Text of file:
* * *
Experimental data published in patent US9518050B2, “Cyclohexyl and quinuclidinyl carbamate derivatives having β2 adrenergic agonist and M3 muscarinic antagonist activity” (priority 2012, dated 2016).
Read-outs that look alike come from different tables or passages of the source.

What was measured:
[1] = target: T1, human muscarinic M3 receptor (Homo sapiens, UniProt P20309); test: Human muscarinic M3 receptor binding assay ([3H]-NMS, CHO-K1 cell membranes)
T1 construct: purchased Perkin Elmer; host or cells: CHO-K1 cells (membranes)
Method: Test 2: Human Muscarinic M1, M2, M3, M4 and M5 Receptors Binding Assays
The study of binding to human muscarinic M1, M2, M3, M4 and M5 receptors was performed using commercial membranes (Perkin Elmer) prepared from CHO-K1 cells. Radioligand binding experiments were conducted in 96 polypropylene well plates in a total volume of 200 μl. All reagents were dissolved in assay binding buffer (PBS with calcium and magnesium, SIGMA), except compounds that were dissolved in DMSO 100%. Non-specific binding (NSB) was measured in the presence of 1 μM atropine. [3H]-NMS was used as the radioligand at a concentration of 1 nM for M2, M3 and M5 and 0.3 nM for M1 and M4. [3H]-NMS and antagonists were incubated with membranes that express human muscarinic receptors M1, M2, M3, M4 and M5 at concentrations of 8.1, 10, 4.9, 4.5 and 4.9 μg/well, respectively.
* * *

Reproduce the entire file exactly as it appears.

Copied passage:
Experimental data published in patent US9518050B2, “Cyclohexyl and quinuclidinyl carbamate derivatives having β2 adrenergic agonist and M3 muscarinic antagonist activity” (priority 2012, dated 2016).
Read-outs that look alike come from different tables or passages of the source.

What was measured:
[1] = target: T1, human muscarinic M3 receptor (Homo sapiens, UniProt P20309); test: Human muscarinic M3 receptor binding assay ([3H]-NMS, CHO-K1 cell membranes)
T1 construct: purchased Perkin Elmer; host or cells: CHO-K1 cells (membranes)
Method: Test 2: Human Muscarinic M1, M2, M3, M4 and M5 Receptors Binding Assays
The study of binding to human muscarinic M1, M2, M3, M4 and M5 receptors was performed using commercial membranes (Perkin Elmer) prepared from CHO-K1 cells. Radioligand binding experiments were conducted in 96 polypropylene well plates in a total volume of 200 μl. All reagents were dissolved in assay binding buffer (PBS with calcium and magnesium, SIGMA), except compounds that were dissolved in DMSO 100%. Non-specific binding (NSB) was measured in the presence of 1 μM atropine. [3H]-NMS was used as the radioligand at a concentration of 1 nM for M2, M3 and M5 and 0.3 nM for M1 and M4. [3H]-NMS and antagonists were incubated with membranes that express human muscarinic receptors M1, M2, M3, M4 and M5 at concentrations of 8.1, 10, 4.9, 4.5 and 4.9 μg/well, respectively.